What is your role within SGCI and what do you do?
I am part of the Extended Developer Support (EDS) service area of SGCI. My main responsibility within EDS is to provide consultation to campus groups who are in need of a science gateway to make their research work easy for them and for their community. I am currently providing consultation services to two projects and another one is in the pipeline. In a typical consultation, I have discussions with the client to identify their requirements and then provide them with a gateway which meets the requirements. My responsibilities range from gathering gateway requirements, deploying and configuring the gateway, proposing design changes, proposing new features to the software, providing user documentation in the form of tutorials, and assisting with getting familiarized with the gateway. It’s a collaborative process, and working closely with the client ensures the success of their project.
How did you come to be a part of SGCI, and why were you intrigued by the opportunity?
The director of the Science Gateways Research Center (SGRC) at Indiana University (IU), Marlon Pierce (my boss), was part of SGCI from the beginning and it was through him that I got to know what it’s about and what it will stand for. The first thing that came to my mind was how powerful and motivating it would be to have an actual institute to assist and provide services for science communities in need around the country and also how this would help all the brilliant minds to come together and work towards a common goal. I saw a great growth and future for the institute and wanted to be a part of it right away. Since I like providing consultation support in the form of gathering requirements and analyzing and providing near perfect solutions, I found myself and our team perfect to work with science groups who are in need of science gateways.
What is the most challenging part of your work for SGCI?
So far, I don’t believe I have come across an actual ‘mind-blowing’ challenge, but I find working together with the project client to achieve the project goals within a predefined time period is kind of challenging. Not to forget staying focused with the project milestones and having them well communicated and understood by all parties involved during the project period.
How else are you involved in the technology or gateway community?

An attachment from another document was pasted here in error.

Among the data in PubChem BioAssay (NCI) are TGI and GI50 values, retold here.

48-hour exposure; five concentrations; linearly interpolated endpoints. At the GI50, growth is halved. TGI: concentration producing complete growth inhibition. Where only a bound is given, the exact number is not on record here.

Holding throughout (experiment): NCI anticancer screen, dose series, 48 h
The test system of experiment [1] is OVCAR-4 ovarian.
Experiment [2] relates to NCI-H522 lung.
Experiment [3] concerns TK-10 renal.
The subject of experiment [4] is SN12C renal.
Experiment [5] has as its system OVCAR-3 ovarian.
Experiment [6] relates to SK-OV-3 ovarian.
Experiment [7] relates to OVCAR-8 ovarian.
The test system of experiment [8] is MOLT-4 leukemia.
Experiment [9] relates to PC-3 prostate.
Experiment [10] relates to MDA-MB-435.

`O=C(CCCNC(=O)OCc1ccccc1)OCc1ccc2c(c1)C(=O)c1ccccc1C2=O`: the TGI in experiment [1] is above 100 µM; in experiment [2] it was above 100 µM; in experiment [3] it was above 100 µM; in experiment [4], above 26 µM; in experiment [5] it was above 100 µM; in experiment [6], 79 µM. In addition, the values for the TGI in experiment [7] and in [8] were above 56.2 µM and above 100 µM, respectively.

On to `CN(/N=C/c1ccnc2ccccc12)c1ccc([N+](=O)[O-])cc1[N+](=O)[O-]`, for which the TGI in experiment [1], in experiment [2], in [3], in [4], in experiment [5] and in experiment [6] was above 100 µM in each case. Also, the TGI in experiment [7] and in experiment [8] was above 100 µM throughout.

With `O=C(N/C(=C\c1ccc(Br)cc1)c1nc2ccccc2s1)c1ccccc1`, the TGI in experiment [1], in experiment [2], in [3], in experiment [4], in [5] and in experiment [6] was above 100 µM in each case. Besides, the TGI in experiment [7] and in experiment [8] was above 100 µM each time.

Apart from working as a consultant for EDS projects within SGRC, I play multiple roles at IU. Within our Airavata middleware project, I play the roles of business analyst and quality assurance engineer. My responsibilities include testing and ensuring the quality, working with the implementation team, and ensuring the requirements are understood and implemented as per project roadmaps. I also take the responsibility of keeping pertinent documentation about installation, new features, etc. updated.
What do you most like to do in your free time?
Free time is kind of a luxury to me but if I get any I would like to spend it traveling with my family or just spending time with my daughter. Traveling to different countries and visiting prehistoric places and learning all the facts and stories around them, visiting places with natural beauty, and getting closer to different traditions and lifestyles would be ideal to allocate my free time.
If we’re not traveling I would just like to spend time with my family and, in particular, spend time with my daughter and fall in love with her again and again, enjoying every time she says or does something totally new for her age. Time with her feels like therapy and offers a whole new perspective to life through a young and fresh mind!
If you were a superhero, what superpower would you have?
I would have the superpower to make people around me (including myself) to be totally honest with what they communicate. I believe communication is very important and can do wonders if done honestly. Honest communication will iron out any doubts, will save time and effort, and we would know, as people, what is expected from us and how we need to execute things and then know that, in the end, we will get honest feedback. I feel this would result in our continuous improvement and evolution.